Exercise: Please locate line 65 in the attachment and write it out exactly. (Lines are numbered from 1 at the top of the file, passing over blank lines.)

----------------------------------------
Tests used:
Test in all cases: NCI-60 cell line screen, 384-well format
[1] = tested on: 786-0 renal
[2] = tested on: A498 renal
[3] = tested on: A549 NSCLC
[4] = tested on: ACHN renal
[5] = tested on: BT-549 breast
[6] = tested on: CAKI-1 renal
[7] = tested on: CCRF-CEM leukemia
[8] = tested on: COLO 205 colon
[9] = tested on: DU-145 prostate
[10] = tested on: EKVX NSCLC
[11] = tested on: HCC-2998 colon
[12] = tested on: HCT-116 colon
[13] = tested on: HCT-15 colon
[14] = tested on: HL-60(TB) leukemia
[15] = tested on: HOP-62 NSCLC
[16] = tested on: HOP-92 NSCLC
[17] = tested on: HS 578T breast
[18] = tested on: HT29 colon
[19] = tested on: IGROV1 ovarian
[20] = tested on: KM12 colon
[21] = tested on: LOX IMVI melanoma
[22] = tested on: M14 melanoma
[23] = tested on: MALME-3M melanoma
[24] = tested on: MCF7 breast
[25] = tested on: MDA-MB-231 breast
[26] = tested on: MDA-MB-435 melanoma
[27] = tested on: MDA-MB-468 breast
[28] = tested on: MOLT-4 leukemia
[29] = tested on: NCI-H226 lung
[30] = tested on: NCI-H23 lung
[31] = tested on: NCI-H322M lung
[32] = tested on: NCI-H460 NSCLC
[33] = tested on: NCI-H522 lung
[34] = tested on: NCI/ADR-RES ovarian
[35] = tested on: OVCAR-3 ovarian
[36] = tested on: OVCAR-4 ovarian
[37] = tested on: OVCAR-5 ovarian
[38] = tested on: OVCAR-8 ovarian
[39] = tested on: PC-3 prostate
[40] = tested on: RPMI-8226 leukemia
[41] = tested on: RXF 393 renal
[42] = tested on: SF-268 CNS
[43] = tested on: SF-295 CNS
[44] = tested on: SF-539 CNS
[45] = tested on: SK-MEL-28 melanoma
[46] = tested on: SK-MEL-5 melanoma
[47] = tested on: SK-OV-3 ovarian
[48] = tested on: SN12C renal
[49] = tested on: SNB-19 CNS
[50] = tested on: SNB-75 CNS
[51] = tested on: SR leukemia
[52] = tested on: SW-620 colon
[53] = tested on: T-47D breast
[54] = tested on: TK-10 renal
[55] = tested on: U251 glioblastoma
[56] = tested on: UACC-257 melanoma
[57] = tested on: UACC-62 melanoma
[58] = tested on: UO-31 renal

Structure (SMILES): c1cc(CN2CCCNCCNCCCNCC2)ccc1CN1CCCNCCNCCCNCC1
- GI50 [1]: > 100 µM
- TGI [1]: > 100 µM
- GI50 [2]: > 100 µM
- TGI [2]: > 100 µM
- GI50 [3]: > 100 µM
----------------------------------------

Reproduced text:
- TGI [2]: > 100 µM